Therapists explore virtual reality to help patients
It seems like virtual reality is everywhere these days - even the doctor's office!
The technology behind V.R. can put you in the world of fantasy, space, or even the post-apocalypse if you want. But now a group of therapists is proving the imaginary spaces don't have to be gaming related - and the technology has more potential to heal than previously thought. Researchers at the University of Colorado, Boulder are now using immersive virtual reality technology to help those who suffer from anxiety, depression, and irrational fears, by placing the user into the situations that cause their moods, or fears, to flare up.
Monica Ng is the Director of Counseling and Psychiatric Services at the University. She compares V.R. therapy to some forms of cognitive behavioral therapy. focusing on challenging and changing what she calls unhelpful thoughts and behaviors, and improving the development of coping strategies specifically geared toward solving problems in their lives. The difference is that V.R. therapy allows the patient to work on those problem-solving skills in a safe space. "Sometimes when you are feeling exposure you don't have access to the things in the real world that allows them to move through their fears," Ng explains, "and so the V-R program really allows you to do that."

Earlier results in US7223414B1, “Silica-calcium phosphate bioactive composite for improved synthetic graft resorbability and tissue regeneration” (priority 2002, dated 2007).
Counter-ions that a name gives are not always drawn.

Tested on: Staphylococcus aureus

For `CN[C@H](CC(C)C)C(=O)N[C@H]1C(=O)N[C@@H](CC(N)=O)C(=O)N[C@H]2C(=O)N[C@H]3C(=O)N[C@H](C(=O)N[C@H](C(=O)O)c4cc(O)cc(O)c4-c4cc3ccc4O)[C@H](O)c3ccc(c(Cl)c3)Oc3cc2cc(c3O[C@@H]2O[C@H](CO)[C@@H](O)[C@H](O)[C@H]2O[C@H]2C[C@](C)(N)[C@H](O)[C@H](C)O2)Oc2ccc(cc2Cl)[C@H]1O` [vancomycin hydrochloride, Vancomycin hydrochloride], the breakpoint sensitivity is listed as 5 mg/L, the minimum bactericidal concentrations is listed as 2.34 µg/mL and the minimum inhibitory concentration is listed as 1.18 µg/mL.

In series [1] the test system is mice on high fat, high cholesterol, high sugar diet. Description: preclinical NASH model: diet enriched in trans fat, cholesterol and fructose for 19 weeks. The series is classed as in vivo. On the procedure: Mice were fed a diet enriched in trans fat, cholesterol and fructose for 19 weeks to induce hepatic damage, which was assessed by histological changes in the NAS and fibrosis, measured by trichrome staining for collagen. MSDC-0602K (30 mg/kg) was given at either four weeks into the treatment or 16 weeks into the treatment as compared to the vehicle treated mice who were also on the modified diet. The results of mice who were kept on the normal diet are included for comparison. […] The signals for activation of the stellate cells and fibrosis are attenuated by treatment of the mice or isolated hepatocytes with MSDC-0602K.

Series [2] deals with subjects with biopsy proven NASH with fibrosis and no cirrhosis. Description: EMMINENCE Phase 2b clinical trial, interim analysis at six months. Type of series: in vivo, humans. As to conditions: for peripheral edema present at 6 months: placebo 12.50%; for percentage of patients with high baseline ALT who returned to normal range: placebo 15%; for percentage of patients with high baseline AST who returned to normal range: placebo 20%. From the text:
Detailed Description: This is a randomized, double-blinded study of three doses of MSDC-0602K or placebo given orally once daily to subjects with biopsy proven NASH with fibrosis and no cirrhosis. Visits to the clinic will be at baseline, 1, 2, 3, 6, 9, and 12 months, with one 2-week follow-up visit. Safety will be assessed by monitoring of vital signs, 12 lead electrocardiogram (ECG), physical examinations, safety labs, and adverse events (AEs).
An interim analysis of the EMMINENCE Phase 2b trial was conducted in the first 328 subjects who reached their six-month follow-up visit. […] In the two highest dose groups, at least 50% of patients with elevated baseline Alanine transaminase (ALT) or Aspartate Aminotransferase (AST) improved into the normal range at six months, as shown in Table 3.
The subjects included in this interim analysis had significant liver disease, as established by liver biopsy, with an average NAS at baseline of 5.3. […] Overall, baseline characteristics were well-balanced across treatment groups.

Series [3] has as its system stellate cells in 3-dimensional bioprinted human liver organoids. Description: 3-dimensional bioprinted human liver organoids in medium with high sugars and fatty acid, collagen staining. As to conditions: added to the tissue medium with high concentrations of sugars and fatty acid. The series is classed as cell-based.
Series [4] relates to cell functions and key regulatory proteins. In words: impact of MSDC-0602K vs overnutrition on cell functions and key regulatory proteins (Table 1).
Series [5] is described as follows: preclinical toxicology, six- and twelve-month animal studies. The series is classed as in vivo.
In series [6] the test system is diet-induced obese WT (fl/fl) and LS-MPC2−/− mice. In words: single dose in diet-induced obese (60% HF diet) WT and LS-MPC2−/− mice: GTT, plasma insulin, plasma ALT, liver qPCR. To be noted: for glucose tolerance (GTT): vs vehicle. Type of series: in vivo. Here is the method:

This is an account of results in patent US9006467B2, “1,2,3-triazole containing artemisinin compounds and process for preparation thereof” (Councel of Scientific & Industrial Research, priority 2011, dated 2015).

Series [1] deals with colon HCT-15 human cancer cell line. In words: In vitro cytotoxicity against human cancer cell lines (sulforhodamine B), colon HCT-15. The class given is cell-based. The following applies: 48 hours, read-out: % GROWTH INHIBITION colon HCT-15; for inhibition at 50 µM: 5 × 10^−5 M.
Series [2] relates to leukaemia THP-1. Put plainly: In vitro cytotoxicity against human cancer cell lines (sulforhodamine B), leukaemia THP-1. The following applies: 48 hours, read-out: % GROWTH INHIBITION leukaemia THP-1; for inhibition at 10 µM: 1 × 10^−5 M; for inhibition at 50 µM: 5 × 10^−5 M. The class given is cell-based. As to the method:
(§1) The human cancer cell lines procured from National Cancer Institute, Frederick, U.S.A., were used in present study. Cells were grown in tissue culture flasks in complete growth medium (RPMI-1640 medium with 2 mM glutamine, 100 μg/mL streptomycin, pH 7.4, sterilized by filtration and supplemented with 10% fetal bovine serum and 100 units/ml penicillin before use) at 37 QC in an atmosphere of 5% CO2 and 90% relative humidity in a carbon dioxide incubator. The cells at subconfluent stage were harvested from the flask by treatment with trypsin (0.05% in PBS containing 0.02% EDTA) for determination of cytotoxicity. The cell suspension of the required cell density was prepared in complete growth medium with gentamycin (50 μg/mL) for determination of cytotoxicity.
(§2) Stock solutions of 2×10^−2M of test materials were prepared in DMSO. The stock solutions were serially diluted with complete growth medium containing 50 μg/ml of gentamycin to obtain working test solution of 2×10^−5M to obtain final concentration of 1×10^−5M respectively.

The developers say they're hoping to roll it out at other schools, and as virtual reality becomes more widespread and accessible, it could eventually become part of a new standard set of protocols when it comes to treating depression and anxiety.
But they also caution that V.R. isn't for everyone. One of the big drawbacks is a type of motion sickness that happens when a user's eyes tell their brain they're moving around in an environment, but the body isn't actually moving. This motion sickness can be exacerbated by anti-anxiety medication, so for now, the therapists behind the new program are taking it slow. But one thing is clear: virtual reality isn’t just for gaming anymore.